Biometric visa program is a victim of its own success, report says

The State Department's rollout of technology to capture biometric data from visa applicants has progressed more quickly than expected and the department will meet its Sept. 30 deadline for deploying the systems at all 207 overseas posts, the Government Accountability Office reported today.

But the program's technical success has outpaced State's progress in adopting guidance for visa officers on how to use the system, GAO said.

State and the Homeland Security Department, which work together on the Biometric Visa Program, separately took issue with the GAO findings, saying that visa officers have received clear policy guidance.

The GAO report, State Department Rollout of Biometric Visas on Schedule but Guidance is Lacking, noted that 201 of the posts had implemented the system as of Sept. 1. The other six posts are scheduled to receive the fingerprint scan systems by the end of September.

'Although the technology installation has progressed smoothly, DHS and State have not developed and have not provided comprehensive guidance that includes directions to consular officers on when in the visa process prints are to be scanned and when and how information from the IDENT database on visa applicants should be considered by visa officers,' GAO said.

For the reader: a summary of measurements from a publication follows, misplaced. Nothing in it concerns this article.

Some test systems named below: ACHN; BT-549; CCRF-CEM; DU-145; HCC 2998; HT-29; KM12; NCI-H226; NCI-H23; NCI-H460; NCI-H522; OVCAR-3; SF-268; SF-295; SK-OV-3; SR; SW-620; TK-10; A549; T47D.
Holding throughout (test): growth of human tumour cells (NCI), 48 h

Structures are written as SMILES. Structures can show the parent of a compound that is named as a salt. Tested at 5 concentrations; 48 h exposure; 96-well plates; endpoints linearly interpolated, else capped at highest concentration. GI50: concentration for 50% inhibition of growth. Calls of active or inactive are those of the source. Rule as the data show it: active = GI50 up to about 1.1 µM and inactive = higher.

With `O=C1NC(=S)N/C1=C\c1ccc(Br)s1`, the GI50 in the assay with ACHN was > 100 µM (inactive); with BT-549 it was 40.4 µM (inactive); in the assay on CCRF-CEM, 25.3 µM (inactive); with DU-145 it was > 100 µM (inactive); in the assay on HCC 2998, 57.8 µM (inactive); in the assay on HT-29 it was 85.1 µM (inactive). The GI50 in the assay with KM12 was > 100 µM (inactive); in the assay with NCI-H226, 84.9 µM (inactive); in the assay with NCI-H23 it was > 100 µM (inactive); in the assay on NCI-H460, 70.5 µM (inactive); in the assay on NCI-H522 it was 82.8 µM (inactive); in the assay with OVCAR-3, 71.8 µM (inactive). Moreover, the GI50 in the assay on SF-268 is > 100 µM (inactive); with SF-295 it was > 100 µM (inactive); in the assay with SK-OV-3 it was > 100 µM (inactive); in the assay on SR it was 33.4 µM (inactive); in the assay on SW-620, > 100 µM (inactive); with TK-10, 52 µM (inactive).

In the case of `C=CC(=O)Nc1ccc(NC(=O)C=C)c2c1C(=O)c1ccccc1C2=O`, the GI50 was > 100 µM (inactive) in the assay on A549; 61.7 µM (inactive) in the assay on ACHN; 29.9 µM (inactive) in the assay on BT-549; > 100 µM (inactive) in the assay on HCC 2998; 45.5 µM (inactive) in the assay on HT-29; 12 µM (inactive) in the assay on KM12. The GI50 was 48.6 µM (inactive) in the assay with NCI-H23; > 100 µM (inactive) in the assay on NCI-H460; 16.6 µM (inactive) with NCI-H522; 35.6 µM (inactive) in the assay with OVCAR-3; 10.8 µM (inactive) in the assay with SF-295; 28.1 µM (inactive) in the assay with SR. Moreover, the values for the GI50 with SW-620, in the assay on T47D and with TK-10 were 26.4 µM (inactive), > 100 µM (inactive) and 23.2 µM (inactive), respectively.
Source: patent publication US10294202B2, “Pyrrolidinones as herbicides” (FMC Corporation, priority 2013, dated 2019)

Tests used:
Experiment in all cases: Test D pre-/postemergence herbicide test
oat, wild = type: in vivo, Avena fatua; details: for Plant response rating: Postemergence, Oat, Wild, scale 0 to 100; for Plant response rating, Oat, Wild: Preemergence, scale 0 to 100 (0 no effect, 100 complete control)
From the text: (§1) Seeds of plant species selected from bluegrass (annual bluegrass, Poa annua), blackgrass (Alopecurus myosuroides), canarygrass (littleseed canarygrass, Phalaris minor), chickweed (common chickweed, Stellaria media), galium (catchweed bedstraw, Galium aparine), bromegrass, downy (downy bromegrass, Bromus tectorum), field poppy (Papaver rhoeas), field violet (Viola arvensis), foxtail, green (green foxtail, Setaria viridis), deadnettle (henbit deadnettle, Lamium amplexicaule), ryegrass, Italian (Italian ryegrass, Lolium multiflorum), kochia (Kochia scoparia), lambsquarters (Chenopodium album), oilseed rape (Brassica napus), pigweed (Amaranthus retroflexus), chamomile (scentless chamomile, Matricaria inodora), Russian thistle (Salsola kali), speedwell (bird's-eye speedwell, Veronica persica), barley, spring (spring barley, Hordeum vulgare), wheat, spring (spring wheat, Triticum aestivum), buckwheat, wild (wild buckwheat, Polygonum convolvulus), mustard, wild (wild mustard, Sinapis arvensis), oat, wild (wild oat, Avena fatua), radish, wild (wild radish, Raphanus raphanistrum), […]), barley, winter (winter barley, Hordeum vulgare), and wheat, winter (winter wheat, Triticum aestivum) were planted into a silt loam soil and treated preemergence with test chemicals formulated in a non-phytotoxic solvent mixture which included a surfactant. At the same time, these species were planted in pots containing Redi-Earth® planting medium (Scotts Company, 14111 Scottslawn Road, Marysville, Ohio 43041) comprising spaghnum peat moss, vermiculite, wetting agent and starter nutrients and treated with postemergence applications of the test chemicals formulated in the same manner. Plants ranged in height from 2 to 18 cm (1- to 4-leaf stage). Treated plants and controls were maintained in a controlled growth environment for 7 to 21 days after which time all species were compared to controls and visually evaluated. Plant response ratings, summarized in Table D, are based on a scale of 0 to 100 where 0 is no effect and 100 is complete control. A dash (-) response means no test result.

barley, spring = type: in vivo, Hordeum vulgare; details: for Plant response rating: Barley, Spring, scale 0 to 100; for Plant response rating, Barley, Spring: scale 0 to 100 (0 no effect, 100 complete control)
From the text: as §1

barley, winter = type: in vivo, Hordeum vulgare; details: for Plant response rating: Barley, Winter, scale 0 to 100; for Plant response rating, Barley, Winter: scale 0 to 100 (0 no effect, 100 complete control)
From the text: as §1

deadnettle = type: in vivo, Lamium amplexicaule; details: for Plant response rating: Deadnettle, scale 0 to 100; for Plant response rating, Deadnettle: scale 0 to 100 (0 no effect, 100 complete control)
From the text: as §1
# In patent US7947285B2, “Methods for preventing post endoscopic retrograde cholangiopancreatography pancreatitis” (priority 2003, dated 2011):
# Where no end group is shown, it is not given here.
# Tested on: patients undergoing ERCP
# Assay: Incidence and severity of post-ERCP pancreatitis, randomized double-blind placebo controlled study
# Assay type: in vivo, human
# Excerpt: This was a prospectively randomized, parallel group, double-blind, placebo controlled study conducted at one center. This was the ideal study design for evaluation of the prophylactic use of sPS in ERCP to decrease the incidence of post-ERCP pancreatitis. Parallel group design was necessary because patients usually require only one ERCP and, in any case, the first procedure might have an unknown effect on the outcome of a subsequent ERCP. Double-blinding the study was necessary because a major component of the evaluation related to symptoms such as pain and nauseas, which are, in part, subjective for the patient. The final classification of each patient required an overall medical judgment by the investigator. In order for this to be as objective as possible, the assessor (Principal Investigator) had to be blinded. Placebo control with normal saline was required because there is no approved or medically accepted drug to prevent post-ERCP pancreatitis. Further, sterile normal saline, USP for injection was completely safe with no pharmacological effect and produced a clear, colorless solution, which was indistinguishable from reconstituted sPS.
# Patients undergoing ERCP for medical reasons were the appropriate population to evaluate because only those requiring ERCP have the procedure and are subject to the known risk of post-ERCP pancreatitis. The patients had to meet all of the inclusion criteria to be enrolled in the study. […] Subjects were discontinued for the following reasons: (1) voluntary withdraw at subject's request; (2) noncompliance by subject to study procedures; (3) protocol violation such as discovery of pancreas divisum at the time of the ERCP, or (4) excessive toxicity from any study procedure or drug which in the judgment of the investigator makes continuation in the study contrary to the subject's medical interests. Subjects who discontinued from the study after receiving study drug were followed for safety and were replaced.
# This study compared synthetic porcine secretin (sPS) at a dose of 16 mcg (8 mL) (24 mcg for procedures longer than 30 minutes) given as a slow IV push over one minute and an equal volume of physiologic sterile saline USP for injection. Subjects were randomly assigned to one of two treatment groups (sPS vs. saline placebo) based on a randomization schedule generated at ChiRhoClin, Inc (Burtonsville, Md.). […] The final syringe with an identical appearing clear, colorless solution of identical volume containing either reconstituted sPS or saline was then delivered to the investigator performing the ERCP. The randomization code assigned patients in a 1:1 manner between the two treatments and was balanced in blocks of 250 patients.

The program relies on two-fingerprint scans that the system checks against DHS' Automated Biometric Identification System, known as IDENT, to pinpoint suspect travelers. The program's deployment is set to cost about $54 million for fiscal 2003 and 2004 and a further $108 million in 2005.

The Biometric Visa Program works in concert with DHS' U.S. Visitor and Immigrant Status Indicator Technology program, under which agents at domestic ports of entry check travelers' fingerprints against the IDENT database (GCN story).

GAO recommended that State and DHS create and distribute guidance on how to use the system for consular officers.

State said in written comments on the GAO report that its officials had issued 13 telegrams to all posts explaining the Biometric Visa program. 'The department intentionally allowed posts to use a variety of workflows to process biometric visas in order to allow consular managers flexibility to account for different staffing levels and workloads,' State said.

In its written comment on the GAO report, DHS said that different methods of organizing workflow at overseas posts would not compromise the program's goals.

In counterpoints to the departments' comments, GAO repeated its recommendation for additional guidance.


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